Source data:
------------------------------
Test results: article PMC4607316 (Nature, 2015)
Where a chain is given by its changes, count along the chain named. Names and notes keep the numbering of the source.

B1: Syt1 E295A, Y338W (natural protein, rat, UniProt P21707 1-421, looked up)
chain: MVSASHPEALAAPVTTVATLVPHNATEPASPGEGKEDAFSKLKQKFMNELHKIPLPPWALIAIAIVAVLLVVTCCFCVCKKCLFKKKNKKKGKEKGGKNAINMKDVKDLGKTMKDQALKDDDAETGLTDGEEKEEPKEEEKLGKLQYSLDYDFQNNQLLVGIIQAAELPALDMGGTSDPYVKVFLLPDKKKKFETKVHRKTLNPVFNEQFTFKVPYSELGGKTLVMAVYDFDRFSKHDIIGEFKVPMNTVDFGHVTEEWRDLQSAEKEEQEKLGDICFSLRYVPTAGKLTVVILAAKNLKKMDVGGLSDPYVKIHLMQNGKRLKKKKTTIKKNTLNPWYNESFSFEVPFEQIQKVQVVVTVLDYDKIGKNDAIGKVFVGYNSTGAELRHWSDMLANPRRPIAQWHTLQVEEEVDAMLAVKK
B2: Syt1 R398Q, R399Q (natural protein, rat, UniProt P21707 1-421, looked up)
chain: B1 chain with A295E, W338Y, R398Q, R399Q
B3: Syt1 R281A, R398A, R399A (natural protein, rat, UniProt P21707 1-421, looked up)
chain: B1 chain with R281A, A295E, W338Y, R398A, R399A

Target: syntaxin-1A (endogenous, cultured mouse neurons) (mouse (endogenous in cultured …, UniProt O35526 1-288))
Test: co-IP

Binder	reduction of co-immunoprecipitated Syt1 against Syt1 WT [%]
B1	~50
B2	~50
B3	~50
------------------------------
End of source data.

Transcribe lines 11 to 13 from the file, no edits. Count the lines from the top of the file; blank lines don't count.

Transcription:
Binder	reduction of co-immunoprecipitated Syt1 against Syt1 WT [%]
B1	~50
B2	~50